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Robert Buckley and Nancy Buckley

October 3, 2012


The opinion of the court was delivered by: M. James Lorenz United States District Court Judge


This action arises out of Plaintiff Robert Buckley's total knee replacement surgery (arthroplasty procedure) performed in 2000. Plaintiffs allege that the Encore mechanism that was implanted into his leg during that procedure was defective and resulted in pain and eventual disability.

On July 2, 2012, Defendant Encore Medical GP, LLP ("Encore") moved for judgment on the pleadings stating that the Plaintiffs Robert Buckley and Nancy Buckley's claims were barred the statute of limitations, insufficiently pleaded, and not valid as a matter of law. The motion has been fully briefed.

For the following reasons, the Court will grant Defendants' motion for judgment on the pleadings. (Doc. #24.)


On December 15, 2000, Plaintiff Robert Buckley underwent a total knee replacement arthroplasty on his left knee. (Compl. ¶ 6.) The prosthetic knee was manufactured by Defendant Encore. (Id.) Beginning in June of 2001, Mr. Buckley began to complain of a problem with his knee and had an x-ray and examination to discover the cause. (Compl. ¶ 7.) At that time, the treating physician did not indicate any suspicion that the replacement part was the cause of Mr. Buckley's discomfort. (Id.) Mr. Buckley continued to pursue treatment when the pain failed to dissipate. (Compl. ¶ 7-15.)

On April 15, 2002, Plaintiff went in for repeat x-rays and this time his physician thought the cause was a lack of healing from the original arthroplasty procedure. (Compl. ¶ 9.) Once again, there was no indication that the Encore knee part was defective. In fact, this was not suspected in any of Mr. Buckley's following visits, though he was diligent about seeking medical help over the years. (Compl. ¶ 7-15.) The medical records indicate a variety of theories about his condition, but most are related to arthritis and general degeneration. (Id.)

On January 26, 2006, Mr. Buckley returned to the doctor for examination of the knee. (Compl. ¶ 14.) His doctor declared him disabled and unable to continue in his line of work. (Id.) At this time, however, his doctor indicated in his notes that Mr. Buckley's condition had not been "cured by the surgical intervention." (Id.) Even at that point, the Encore knee part was not suspected as having caused Mr. Buckley's condition. Rather, the diagnosis indicated that the knee condition the arthroplasty procedure was supposed to have cured was still persisting.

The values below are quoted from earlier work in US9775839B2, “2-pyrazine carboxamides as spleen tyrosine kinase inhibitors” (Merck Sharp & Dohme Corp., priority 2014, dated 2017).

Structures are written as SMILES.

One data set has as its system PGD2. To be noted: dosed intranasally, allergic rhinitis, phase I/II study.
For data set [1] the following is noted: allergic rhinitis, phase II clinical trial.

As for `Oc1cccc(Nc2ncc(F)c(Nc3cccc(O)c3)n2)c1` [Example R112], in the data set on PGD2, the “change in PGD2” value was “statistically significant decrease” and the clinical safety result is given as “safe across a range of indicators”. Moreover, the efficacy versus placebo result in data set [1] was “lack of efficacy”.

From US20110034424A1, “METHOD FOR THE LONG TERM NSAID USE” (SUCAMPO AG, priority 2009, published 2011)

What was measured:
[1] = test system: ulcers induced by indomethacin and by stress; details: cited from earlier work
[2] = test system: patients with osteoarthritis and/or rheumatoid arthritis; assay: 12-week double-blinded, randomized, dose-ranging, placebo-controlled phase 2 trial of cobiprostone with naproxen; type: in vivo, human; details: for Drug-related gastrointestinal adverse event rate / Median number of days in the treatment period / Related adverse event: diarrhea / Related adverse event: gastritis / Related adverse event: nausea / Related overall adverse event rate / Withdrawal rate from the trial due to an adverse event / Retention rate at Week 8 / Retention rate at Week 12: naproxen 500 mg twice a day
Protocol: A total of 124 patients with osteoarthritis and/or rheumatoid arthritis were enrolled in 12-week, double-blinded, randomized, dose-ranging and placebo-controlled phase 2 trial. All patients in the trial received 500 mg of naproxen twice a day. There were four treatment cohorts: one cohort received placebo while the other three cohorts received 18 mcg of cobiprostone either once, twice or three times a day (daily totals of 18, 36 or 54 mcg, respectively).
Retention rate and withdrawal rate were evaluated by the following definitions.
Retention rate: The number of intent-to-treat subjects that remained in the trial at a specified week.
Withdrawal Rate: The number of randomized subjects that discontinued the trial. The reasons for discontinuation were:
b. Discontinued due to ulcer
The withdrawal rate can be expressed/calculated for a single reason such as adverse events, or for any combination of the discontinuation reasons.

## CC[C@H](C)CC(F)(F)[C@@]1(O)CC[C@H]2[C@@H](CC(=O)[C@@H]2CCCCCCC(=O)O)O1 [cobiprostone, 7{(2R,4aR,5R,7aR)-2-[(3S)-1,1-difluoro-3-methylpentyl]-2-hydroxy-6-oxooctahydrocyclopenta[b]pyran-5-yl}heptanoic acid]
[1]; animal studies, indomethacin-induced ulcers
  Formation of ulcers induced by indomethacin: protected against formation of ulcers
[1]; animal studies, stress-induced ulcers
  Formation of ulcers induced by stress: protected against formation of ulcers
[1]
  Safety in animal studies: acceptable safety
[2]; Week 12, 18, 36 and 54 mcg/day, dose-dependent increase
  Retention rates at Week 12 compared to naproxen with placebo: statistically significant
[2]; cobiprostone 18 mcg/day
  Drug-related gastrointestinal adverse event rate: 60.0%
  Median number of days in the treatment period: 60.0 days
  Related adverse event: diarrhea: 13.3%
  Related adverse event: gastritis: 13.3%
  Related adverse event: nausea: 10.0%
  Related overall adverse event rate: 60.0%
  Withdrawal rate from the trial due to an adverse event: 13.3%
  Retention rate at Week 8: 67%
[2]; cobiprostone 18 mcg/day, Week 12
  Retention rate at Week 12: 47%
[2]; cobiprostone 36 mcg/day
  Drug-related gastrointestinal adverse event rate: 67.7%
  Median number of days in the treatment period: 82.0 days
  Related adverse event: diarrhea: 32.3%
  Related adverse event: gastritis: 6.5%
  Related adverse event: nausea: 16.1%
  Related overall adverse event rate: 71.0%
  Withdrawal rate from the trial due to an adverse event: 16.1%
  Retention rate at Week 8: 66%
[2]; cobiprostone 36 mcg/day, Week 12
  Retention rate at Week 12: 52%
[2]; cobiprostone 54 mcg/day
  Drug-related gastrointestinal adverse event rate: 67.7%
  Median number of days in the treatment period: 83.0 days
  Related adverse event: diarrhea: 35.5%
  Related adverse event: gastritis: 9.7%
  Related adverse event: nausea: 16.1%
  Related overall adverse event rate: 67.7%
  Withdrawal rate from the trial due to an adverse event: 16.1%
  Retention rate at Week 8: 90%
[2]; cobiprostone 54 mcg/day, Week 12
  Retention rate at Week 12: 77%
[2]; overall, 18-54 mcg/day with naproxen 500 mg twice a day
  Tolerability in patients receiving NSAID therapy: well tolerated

On February 5, 2007, the Plaintiff returned to his orthopedist where it was determined that he would probably require further surgery at some point in the future. (Compl. ¶ 15.) There was no discussion of the Encore knee at this time. April 5, 2010 was the first time the Encore part was suspected as the cause of Plaintiff's pain. (Compl. ¶ 16.) During x-rays taken at that visit, the treating physician, Dr. Tsourmas, noticed that the knee replacement part was showing irregular wear. (Id.)

On October 28, 2010, Mr. Buckley met with Dr. David Dodgin. (Compl. ¶ 17.) It was not until this date that he was diagnosed with a "mechanical complication of internal orthopedic device." (Id.) The doctor recommended a revision surgery. (Id.) On November 30, 2010, the Plaintiff underwent revision surgery and it was discovered that the Encore knee part had broken down. (Compl. ¶ 18.) On December 10, 2010, due to the condition of the knee, he underwent a second knee replacement surgery. (Id.)


"After the pleadings are closed -- but early enough not to delay trial -- a party may move for judgment on the pleadings." FED. R. CIV. P. 12(c). A motion for judgment on the pleadings is evaluated under the same standard applicable to motions to dismiss brought pursuant to Rule 12(b)(6). See Enron Oil Trading & Trans. Co. v. Walbrook Ins. Co., 132 F.3d 526, 529 (9th Cir. 1997). Accordingly, the standard articulated in Ashcroft v. Iqbal, 556 U.S. 662, 678-79 (2009) Bell Atl. Corp. v. Twombly, 550 U.S. 544, 556 (2007)applies to a motion for judgment on the pleadings. Lowden v. T-Mobile USA Inc., 378 Fed. App'x. 693, 694 (9th Cir. 2010) ("To survive a Federal Rule of Civil Procedure 12(c) motion, a plaintiff must allege 'enough facts to state a claim to relief that is plausible on its face'" (quoting Twombly, 550 U.S. at 570)).

When deciding a motion for judgment on the pleadings, the Court should assume the allegations in the complaint are true and construe them in the light most favorable to the plaintiff. Pillsbury, Madison & Sutro v. Lerner, 31 F.3d 924, 928 (9th Cir. 1994). A judgment on the pleadings is appropriate when, accepting the allegations made in the complaint as true, the moving party is entitled to ...

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